Beth Giebus-Chavez, Managing Editor, is a third-year doctoral student in the Language, Literacy, and Sociocultural Studies department at the University of New Mexico. An English and ESOL instructor with over 15 years' classroom teaching experience at the secondary and post-secondary levels, she is an award-winning writer and the editor of several publications, including Voices from the Field: Reading and Writing about the World, Ourselves, and Others (2002). Her current research focuses on community-engaged research and community colleges.
Virginia Necochea, Associate Editor, is currently a Research Assistant Professor in the Teacher Education & Educational Leadership Program at the University of New Mexico. She is most interested in better understanding the racial structure, especially how it impacts the educational system. Dr. Necochea is also the proud director of a local nonprofit in the Valle de Atrisco community that focuses on the protection and preservation of traditions connected to land and water. She is raising four beautiful and powerful children – Maya, Quetzal, Tlalli, and Emilio Tlakaelel – who instill hope that transformation is possible.
Ruth Trinidad-Galván, Associate Editor, is a Professor in the Language, Literacy, and Sociocultural Studies department at the University of New Mexico. She is a twice Fulbright Research and Teaching Scholar in Ecuador and Mexico and the author of Women Who Stay Behind: Pedagogies of Survival in Rural Transmigrant Mexico (2015). She is also the co-editor of the Handbook of Latinos and Education, which received the Critics’ Choice Award in 2010 from the American Educational Studies Association. Among her most significant accomplishments she includes raising three remarkable daughters who inspire her every day and being a classroom teacher in inner city Los Angeles.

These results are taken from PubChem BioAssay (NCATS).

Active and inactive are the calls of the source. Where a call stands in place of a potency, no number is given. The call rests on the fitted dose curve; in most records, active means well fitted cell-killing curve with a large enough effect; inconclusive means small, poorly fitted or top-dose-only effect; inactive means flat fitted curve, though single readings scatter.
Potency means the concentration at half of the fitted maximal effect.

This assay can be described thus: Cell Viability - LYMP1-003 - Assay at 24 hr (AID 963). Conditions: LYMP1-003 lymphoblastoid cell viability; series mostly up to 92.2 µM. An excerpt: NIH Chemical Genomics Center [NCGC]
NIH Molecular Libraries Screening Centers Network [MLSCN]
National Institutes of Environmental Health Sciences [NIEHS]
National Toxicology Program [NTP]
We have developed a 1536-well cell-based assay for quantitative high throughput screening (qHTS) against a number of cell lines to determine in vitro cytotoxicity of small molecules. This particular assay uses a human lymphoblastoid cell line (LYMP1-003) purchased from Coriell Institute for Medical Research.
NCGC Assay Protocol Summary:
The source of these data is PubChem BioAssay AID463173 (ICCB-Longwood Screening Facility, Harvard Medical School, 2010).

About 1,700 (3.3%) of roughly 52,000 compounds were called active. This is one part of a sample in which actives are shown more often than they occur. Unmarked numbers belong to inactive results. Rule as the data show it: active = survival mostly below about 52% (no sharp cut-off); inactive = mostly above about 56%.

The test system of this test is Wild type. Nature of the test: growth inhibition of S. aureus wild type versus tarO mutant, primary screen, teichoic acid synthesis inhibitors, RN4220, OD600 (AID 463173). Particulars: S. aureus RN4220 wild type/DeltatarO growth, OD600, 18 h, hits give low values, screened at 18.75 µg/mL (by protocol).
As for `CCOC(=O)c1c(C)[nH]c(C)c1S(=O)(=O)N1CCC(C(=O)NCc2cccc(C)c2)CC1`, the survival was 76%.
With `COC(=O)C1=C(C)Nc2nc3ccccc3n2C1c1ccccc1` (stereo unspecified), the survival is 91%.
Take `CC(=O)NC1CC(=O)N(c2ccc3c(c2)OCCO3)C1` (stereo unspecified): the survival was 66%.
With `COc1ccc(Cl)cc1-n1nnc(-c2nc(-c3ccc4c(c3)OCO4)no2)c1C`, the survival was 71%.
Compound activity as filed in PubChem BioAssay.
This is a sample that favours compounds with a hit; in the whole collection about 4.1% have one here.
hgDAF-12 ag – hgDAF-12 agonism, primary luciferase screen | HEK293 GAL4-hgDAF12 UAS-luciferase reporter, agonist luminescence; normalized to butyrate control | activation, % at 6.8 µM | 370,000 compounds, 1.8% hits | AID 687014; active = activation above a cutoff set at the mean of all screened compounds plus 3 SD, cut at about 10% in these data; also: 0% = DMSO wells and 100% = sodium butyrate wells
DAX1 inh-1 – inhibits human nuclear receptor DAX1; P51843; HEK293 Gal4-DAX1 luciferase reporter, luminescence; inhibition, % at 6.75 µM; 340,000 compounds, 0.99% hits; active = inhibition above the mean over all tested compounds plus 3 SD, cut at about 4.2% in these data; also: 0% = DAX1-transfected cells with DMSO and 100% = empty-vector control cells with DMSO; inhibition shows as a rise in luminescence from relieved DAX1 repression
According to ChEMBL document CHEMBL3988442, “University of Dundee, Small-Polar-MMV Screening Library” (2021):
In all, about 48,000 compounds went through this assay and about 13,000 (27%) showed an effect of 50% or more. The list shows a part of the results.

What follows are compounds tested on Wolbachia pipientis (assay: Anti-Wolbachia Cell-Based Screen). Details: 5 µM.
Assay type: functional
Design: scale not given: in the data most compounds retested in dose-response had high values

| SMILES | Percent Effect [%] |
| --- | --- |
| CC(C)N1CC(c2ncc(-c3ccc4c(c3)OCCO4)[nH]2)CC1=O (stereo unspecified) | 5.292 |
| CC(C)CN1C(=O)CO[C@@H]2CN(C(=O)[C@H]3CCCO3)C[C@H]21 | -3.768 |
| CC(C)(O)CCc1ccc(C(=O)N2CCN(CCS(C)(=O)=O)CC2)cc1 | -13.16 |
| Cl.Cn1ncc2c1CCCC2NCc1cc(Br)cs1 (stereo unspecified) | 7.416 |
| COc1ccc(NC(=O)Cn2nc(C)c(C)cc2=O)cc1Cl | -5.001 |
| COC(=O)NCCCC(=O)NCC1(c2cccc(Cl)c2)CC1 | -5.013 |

Rick Meyer, Faculty Advisor, is Regents’ Professor in the Language, Literacy, and Sociocultural Studies department at the University of New Mexico. He has published articles, chapters, and books on literacy and the politics of literacy; he works with children, teachers, and families to consider ways to support learners in becoming active in the democratic process. Rick has just completed a three-year term as chair of UNM’s Language, Literacy, and Sociocultural Studies department and is glad to be engaging with teachers and children again.